May 24, 2024

Ida B. Wells was an African-American journalist, suffragist, feminist, editor, sociologist, and one of the NAACP’s founders in 1909. Ida Bell Wells was born on July 16, 1862, in Holly Springs, Mississippi, to James and Elizabeth Wells. She was one of seven siblings. Her parents and one sibling died in the 1878 yellow fever epidemic when she was a child. She worked to support her family before relocating to Memphis in search of better teacher pay. She became involved in women’s suffrage and rights. She traveled all over the world to give lectures.

Ida B. Wells was born just months before Abraham Lincoln issued the Emancipation Proclamation.

Spires Bolling, an architect, enslaved both of Ida B. Wells’ parents. In the Bolling-Gatewood House, her mother worked as a cook.

Ida B. Wells’ mother was religious and strict.

Ida B. Wells was a student at Shaw University until her parents and youngest sibling died of yellow fever. Her father once served on the board of directors of a school for newly freed slaves.

After shooting white men who attacked their store, Ida B. Wells’ friend and his two business partners were murdered by a lynch mob. This fueled her desire to continue her anti-lynching crusade.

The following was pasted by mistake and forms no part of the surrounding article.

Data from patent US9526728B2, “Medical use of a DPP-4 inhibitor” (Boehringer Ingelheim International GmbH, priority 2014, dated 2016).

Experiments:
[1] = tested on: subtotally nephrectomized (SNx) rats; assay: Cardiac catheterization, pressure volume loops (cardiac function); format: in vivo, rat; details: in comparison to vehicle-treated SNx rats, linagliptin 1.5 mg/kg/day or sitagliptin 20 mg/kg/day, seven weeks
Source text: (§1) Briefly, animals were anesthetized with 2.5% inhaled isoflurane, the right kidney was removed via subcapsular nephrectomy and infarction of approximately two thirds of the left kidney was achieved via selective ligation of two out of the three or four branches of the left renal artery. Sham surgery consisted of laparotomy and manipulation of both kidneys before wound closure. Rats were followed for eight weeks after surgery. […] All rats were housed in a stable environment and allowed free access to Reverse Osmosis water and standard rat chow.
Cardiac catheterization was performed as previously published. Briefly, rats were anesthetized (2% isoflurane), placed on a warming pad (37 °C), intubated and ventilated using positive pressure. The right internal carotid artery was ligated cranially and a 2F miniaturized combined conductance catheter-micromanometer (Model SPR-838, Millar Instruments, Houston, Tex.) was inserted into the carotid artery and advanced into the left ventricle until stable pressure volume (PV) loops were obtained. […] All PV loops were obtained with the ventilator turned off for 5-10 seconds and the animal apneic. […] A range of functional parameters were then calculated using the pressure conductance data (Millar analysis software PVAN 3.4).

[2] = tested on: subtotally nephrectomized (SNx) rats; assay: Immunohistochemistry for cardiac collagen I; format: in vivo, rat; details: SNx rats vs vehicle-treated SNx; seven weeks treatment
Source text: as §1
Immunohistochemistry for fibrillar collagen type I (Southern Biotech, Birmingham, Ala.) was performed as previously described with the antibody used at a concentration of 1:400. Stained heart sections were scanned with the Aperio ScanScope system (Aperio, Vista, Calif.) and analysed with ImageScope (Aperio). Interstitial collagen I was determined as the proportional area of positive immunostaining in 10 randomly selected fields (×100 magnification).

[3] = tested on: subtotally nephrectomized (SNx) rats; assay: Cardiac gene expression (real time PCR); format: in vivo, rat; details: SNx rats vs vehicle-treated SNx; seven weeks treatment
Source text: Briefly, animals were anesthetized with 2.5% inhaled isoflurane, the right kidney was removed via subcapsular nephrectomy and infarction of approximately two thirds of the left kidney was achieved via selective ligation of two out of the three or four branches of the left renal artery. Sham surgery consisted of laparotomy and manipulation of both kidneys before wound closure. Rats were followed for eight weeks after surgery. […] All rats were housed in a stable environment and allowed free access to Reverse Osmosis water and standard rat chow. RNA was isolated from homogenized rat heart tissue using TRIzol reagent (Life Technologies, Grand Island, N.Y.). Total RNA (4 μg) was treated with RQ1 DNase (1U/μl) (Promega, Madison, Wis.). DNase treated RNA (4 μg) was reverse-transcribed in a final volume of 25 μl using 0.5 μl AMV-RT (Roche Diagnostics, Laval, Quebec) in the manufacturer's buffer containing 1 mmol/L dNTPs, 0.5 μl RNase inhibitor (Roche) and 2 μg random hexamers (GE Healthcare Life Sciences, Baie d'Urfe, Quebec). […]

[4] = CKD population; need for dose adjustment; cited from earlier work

Ida B. Wells led an anti-lynching crusade in the 1890s.

Ida B. Wells purchased a first-class train ticket to Nashville in 1884. She refused to move to the African American car, despite the crew’s orders. During a fight, she bit one of the men. She filed a lawsuit, but the Tennessee Supreme Court overturned her circuit court victory.

Under the pen name Lola, Ida B. Wells began writing about injustices. She was featured in a number of newspapers and magazines.

Ida B. Wells eventually became one of the owners of Free Speech, Memphis Free Speech, and Headlight.

Ida B. Wells was fired from her job as a teacher after she became vocal about the poor conditions of black students in Memphis schools.

Her writing in her newspaper once enraged so many of the city’s white residents that her office was destroyed. Her life would be jeopardized if she ever returned to Memphis.

Ida B. Wells remained in New York and wrote for the New York Age, a newspaper founded by a former slave.

Ida B. Wells married and became Ida B. Wells-Barnett in 1895. She and her husband had four children and she remained active in political and social change.

Ida B. Wells was the driving force behind the establishment of the first African-American kindergarten in her community.

Ida B. Wells began writing an autobiography in 1928, but she never finished it because her health began to fail.

Ida B. Wells died on March 25, 1931, at the age of 68, in Chicago, Illinois, of kidney failure.

Ida B. Wells has received numerous honors, including a postage stamp in the United States in 1990.

Leave a Reply

Your email address will not be published. Required fields are marked *

Some popular indoor artificial topiary trees include olive trees, boxwood trees, and cedar trees.